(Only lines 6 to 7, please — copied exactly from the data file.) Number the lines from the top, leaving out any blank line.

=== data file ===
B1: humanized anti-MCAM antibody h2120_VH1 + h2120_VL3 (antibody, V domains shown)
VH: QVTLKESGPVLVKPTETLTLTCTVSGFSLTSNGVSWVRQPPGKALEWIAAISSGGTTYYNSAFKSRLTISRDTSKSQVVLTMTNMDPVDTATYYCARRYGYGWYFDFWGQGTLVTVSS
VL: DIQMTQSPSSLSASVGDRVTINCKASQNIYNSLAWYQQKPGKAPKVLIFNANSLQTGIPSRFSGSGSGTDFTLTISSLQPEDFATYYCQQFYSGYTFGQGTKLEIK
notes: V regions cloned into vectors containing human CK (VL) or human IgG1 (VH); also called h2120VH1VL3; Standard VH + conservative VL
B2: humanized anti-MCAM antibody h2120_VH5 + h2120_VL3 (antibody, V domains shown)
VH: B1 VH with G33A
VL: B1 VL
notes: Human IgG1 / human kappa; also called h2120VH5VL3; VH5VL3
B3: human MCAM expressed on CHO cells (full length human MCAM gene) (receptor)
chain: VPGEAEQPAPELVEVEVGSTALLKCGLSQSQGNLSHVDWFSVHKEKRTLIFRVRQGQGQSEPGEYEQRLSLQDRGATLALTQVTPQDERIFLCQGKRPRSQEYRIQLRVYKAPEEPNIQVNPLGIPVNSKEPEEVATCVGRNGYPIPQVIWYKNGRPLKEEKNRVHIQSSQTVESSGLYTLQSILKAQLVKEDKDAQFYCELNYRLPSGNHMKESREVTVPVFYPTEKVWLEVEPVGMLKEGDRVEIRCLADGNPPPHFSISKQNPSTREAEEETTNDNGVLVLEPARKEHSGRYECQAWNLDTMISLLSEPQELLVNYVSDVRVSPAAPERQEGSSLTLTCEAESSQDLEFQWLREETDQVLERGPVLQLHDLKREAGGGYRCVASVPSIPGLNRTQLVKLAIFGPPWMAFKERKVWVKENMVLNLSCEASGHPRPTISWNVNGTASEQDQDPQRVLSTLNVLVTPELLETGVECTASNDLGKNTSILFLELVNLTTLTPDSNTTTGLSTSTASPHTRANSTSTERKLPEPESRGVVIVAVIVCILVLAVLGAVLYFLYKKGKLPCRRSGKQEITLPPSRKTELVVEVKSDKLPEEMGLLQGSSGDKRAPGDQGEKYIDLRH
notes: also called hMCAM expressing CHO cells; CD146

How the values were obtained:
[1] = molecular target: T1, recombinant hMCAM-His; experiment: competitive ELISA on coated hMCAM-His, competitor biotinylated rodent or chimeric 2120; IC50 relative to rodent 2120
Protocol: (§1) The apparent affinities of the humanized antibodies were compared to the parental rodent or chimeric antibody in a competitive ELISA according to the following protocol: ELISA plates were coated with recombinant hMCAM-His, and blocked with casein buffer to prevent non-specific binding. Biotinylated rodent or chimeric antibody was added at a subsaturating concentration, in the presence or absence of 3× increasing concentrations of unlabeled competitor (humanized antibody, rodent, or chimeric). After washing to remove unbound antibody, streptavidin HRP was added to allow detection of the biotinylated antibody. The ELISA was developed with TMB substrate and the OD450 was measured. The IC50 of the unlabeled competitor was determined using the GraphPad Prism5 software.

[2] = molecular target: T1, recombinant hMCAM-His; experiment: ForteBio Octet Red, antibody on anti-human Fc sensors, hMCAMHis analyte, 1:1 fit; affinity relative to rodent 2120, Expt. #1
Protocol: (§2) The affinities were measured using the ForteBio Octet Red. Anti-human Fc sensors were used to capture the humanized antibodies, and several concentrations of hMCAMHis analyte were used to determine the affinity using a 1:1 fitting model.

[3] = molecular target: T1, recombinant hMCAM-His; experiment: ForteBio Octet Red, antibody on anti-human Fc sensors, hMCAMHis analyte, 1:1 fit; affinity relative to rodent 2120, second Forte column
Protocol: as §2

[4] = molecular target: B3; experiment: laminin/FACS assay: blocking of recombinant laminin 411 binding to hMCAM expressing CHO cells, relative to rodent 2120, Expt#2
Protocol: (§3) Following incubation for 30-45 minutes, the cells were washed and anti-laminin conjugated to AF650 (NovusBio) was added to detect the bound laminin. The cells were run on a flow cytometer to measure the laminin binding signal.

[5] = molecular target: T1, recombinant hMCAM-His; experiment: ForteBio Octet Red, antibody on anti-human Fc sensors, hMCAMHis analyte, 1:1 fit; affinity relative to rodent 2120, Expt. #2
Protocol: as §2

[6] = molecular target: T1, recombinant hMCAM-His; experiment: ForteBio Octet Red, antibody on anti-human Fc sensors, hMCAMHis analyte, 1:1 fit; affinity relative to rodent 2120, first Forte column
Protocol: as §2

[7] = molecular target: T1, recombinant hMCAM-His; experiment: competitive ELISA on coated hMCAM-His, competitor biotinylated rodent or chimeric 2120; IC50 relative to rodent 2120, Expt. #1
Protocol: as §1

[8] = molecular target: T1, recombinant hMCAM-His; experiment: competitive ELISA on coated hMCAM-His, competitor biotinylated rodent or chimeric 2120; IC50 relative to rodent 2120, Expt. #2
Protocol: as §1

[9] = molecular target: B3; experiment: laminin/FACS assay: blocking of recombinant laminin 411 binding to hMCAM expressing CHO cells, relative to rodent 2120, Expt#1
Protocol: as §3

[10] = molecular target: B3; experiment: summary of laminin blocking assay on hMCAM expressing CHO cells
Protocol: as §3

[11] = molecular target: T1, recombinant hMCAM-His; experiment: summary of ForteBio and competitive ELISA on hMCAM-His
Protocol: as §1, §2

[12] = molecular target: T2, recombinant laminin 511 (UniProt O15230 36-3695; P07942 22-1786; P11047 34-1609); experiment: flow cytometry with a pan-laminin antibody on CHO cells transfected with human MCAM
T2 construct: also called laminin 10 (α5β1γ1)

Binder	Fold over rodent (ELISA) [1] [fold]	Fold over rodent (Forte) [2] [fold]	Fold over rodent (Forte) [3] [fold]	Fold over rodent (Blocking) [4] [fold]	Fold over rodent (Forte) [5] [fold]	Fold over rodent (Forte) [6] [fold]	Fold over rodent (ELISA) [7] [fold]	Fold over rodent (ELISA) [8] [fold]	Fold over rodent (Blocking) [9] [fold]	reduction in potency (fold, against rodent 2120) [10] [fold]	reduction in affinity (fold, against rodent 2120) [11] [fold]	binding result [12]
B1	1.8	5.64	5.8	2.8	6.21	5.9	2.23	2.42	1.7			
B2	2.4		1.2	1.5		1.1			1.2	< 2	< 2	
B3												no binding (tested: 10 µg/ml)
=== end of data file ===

VH: B1 VH with G33A
VL: B1 VL